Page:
With the assistance of QJK, researchers contacted with VR tourists from the top four metropolises in China (i.e., Beijing, Shanghai, Guangzhou, and Shenzhen) via a Group Chat created by QJK. WeChat and QQ are the most prevalent social media platforms whose users are active. The Group Chats on WeChat and QQ were established as channels for QJK users’ to communicate with and give feedback to us. It was much easier to conduct the survey in the four cities which have a significant number of QJK’s users from various areas of China. Compared with an offline survey, it was more suitable to perform the research online in this study because the most of the users of QJK are active online and they registered with their real names. Based on this, an online anonymous survey was conducted among residents who have used QJK for VR travel during the COVID-19 pandemic (from February to November in 2020). The data were collected online from 19 November to 11 December 2020 by employing convenience sampling. The researchers sent friend requests to the potential respondents via WeChat or QQ in the first instance. Next, we described the purpose of survey, the time when responses were due, and compensation. After accepting our invitation on WeChat or QQ, each of respondents was asked to fill in the self-administered questionnaire online. 589 questionnaires were distributed and a total of 542 respondents completed the questionnaire. After excluding invalid questionnaires that were completed hastily or in repetitive response patterns, the remaining 490 completed questionnaires were finally used for the empirical analysis.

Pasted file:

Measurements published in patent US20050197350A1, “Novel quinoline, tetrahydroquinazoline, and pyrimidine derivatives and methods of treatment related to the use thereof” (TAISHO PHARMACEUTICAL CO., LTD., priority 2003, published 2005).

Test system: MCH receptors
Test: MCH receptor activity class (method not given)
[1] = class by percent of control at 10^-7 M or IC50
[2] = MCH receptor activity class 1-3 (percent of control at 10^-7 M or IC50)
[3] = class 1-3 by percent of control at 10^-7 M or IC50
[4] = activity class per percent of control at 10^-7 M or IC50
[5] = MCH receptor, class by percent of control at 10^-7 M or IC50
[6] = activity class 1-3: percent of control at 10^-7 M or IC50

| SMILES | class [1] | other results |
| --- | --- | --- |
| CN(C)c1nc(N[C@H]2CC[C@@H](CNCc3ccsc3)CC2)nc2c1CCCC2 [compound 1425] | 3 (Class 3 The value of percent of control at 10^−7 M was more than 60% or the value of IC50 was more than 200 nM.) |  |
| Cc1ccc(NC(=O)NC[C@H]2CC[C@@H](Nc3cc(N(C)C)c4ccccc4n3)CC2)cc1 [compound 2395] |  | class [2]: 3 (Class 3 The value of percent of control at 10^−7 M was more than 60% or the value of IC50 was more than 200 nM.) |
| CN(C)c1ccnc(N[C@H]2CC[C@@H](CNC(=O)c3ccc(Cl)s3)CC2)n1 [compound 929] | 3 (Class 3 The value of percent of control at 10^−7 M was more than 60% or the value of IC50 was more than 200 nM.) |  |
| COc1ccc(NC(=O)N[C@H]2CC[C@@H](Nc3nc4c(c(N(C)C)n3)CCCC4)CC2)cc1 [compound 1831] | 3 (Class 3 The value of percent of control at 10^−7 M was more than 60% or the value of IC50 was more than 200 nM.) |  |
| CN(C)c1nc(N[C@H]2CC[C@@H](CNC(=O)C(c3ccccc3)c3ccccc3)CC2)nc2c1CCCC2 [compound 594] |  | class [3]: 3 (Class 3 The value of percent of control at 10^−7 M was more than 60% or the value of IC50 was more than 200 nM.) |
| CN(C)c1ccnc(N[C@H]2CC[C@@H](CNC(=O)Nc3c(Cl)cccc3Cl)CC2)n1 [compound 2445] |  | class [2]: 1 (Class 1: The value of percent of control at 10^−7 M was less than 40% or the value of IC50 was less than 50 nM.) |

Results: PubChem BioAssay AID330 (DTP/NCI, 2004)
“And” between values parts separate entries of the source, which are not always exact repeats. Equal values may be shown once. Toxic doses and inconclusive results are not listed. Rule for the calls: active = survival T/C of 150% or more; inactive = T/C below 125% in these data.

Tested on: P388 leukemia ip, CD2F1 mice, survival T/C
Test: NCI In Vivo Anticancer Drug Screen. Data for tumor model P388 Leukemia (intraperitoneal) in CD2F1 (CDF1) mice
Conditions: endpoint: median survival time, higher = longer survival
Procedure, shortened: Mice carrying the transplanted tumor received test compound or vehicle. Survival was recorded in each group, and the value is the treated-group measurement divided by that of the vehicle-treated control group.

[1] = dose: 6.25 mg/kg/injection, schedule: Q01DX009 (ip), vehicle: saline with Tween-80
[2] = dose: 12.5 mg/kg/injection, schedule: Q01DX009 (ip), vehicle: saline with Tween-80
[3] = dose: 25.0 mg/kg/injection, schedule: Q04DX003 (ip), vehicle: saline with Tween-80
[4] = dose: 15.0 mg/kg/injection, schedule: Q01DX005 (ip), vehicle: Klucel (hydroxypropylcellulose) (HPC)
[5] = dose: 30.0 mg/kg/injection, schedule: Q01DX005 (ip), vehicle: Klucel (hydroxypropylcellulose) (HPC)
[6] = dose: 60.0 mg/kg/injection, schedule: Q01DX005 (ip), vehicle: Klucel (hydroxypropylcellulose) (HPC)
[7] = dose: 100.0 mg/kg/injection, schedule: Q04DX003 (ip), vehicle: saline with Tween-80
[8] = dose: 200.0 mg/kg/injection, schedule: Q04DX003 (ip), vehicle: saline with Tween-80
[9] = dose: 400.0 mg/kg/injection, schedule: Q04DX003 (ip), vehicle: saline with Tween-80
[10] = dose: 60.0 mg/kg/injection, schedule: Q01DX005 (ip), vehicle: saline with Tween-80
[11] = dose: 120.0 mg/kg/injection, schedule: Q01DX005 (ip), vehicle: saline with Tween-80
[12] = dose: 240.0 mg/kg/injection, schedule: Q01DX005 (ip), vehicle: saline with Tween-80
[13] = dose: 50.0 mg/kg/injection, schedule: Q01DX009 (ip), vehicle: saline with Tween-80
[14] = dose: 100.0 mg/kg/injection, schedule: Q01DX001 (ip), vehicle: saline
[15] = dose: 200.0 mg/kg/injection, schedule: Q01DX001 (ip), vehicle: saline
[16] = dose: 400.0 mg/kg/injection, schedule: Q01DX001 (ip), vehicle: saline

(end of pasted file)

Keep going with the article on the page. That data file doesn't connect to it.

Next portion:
The data were analyzed using R and descriptive statistics was performed at first. Based on Anderson and Gerbing’s suggestions, the current study conducted structural equation modelling (SEM) with a two-step approach [56
]. In order to ensure internal consistency together with construct validity and reliability, confirmatory factor analysis was firstly implemented to examine the measurement model for all variables. Moreover, SEM was performed to examine the proposed research model and hypotheses. Figure 2
is the proposed conceptual model.